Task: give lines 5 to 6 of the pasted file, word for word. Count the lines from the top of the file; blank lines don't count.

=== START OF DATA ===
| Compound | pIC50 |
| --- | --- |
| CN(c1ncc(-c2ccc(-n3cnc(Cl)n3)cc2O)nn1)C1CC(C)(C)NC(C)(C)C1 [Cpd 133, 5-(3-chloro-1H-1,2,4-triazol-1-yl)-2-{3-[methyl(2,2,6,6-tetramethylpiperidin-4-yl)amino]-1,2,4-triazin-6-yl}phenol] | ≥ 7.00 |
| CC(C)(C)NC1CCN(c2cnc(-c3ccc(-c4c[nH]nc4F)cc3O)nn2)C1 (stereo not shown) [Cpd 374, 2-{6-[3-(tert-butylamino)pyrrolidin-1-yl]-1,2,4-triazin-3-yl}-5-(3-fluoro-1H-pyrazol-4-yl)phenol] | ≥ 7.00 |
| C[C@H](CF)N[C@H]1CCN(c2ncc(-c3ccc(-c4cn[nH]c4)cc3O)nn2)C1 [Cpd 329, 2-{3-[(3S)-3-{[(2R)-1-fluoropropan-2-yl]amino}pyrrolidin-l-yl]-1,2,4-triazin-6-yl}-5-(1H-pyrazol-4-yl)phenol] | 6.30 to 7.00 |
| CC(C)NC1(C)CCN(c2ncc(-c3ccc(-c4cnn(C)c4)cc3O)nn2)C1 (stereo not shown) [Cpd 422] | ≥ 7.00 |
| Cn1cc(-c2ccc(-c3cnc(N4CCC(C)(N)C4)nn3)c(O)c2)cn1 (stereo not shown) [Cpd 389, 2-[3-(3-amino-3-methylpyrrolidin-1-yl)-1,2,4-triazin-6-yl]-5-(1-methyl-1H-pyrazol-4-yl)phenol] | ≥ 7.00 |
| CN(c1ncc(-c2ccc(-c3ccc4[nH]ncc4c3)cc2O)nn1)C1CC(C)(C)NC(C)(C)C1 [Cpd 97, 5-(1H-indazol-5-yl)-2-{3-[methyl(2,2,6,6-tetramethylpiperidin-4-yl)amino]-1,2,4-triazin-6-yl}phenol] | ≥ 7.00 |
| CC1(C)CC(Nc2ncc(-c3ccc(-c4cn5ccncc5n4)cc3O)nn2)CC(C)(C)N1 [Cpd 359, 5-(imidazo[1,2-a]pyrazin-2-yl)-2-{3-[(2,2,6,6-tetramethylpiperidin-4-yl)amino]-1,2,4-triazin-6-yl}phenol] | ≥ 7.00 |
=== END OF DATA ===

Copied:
| C[C@H](CF)N[C@H]1CCN(c2ncc(-c3ccc(-c4cn[nH]c4)cc3O)nn2)C1 [Cpd 329, 2-{3-[(3S)-3-{[(2R)-1-fluoropropan-2-yl]amino}pyrrolidin-l-yl]-1,2,4-triazin-6-yl}-5-(1H-pyrazol-4-yl)phenol] | 6.30 to 7.00 |
| CC(C)NC1(C)CCN(c2ncc(-c3ccc(-c4cnn(C)c4)cc3O)nn2)C1 (stereo not shown) [Cpd 422] | ≥ 7.00 |